Homelessness is not a crime. What about cluelessness?


It doesn't surprise me in the least that the voters of Portland have voted to throw billions of dollars at the city's stunning homeless problem while the local government has no idea what to do with all that money. WW has the story here.

Multnomah County Commissioner Sharon Meieran pointedly criticized Portland-area leaders for inaction on homelessness, saying “we don’t have a plan or even a kernel of a plan” for spending billions of taxpayer dollars to get unhoused people into stable shelter.

Meieran, an emergency room doctor, is particularly frustrated by city and county officials’ plans for spending the $2.5 billion bond measure Metro-area voters approved last May to provide services to houseless people.

“We have more resources available now than ever before,” Meieran told WW on April 21. “But we have what I consider to be a humanitarian crisis, and I feel there have been public health and public safety elements of that, and that we have not effectively addressed those.”

No kidding. The people in charge of the response to this crisis, particularly Multnomah County Commission Chair (Insert First Name Here) Kafoury (pictured), seem to equate piling up money to throw around with success. Last week they were strutting around the county building, crowing about how their budget was bigger than ever, as if that were the ultimate accomplishment.

I'm not sure what Kafoury, and the voters, think is going to happen with the thousands of people now living in tents all over Portland. It seems like the government bobblehead vision is to give everybody who wants one a nice little apartment somewhere, paid for by the taxpayers.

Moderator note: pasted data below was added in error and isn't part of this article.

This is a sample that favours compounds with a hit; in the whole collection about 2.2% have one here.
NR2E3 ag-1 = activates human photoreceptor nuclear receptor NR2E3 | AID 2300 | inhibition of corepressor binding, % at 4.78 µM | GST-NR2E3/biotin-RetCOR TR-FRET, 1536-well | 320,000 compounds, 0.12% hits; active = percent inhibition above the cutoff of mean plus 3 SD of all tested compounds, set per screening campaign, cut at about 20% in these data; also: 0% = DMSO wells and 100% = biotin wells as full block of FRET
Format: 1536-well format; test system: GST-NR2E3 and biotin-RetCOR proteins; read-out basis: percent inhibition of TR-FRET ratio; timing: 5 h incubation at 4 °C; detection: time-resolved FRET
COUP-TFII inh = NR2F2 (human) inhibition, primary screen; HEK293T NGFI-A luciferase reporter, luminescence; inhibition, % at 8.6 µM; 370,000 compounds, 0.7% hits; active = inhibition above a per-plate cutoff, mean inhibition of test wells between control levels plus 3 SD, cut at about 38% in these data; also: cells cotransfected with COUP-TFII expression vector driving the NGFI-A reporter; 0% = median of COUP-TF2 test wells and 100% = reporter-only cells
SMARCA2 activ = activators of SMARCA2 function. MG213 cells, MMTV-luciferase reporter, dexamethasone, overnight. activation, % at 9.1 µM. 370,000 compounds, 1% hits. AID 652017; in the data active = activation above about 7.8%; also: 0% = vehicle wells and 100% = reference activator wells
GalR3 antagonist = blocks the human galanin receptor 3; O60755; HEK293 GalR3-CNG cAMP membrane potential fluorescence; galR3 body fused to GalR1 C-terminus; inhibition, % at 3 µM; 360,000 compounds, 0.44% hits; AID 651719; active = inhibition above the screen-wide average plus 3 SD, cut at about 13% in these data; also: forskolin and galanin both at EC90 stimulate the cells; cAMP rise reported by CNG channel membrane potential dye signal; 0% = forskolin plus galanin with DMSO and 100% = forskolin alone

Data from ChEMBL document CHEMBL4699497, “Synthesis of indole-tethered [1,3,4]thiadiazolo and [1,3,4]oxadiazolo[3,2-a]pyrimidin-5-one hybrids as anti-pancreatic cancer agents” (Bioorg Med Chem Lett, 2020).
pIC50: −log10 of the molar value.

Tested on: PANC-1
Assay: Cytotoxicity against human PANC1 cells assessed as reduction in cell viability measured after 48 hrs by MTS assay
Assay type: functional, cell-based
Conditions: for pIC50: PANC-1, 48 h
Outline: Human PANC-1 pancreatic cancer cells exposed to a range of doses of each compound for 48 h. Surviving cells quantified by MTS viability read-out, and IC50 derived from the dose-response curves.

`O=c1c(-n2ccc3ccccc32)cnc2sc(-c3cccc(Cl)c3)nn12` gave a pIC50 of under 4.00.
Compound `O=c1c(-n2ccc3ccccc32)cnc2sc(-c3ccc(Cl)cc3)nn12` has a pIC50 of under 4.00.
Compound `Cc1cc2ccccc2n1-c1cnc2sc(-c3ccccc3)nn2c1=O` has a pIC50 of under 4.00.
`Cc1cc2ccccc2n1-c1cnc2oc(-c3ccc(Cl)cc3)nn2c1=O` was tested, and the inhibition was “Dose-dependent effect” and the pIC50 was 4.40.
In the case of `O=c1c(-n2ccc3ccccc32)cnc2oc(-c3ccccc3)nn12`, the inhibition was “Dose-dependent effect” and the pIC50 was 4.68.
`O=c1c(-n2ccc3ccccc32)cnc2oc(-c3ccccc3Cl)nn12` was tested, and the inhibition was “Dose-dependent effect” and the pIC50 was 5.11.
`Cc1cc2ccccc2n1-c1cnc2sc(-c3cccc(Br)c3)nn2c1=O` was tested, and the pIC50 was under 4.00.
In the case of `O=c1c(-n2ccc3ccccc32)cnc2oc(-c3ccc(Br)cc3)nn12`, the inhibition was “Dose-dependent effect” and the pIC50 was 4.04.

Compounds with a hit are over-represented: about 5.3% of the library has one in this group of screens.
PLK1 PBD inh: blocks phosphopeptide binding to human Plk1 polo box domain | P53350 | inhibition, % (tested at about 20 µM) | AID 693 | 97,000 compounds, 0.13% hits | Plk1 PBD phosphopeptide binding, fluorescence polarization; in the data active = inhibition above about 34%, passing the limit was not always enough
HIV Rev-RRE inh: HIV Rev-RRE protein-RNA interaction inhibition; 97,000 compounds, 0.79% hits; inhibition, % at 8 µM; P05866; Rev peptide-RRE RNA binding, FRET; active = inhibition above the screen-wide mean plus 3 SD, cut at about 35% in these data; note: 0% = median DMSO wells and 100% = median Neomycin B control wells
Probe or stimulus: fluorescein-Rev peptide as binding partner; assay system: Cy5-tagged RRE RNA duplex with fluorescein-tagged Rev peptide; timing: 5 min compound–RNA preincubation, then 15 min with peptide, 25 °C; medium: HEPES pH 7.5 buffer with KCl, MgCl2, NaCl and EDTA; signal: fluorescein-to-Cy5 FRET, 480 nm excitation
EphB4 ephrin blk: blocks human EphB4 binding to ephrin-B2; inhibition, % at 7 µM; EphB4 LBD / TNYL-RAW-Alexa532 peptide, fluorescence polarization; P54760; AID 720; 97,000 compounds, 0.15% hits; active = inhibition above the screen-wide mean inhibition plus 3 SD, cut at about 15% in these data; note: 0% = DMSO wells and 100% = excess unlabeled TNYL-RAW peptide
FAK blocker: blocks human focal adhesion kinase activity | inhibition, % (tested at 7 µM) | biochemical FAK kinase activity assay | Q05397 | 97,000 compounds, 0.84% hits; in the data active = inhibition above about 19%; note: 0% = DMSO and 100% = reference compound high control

That isn't going to happen. So what is? Nobody seems to have a clue. All we know is that whatever it is, it will be expensive. And the usual weasels will make money off it.

One other thing's for sure: Portland is never coming back until it is no longer okay to pitch a tent on the sidewalk, in a park, or on the roadside. Making that the new normal was a big mistake that will take decades to correct.

Ultimately, the answer will have to include more institutional shelters, more drug treatment, more mental health treatment, and yes, more jail space and more police (by whatever name). I don't know if or when Portland will be ready to face that reality – probably after my time. But until then, watch where you're wandering, and be careful where you're stepping, in this extraordinarily mismanaged town.

Comments

  1. So, we have one elected Metro politician, who is supposed to be in charge of solving problems, telling us there is no plan in place to solve this problem. Meanwhile, another elected Metro politician, putting the cart before the horse, pronounces: "“Results speak for themselves. Our community will see the benefit of these investments almost immediately with nearly 1,300 people gaining housing in the next year...." Clearly, there is nothing to see here folks. Just pay your taxes and don't look behind the curtain.

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    Replies
    1. Correction. Sorry. Both elected Multnomah County politicians. Too many layers of useless government to keep track of.

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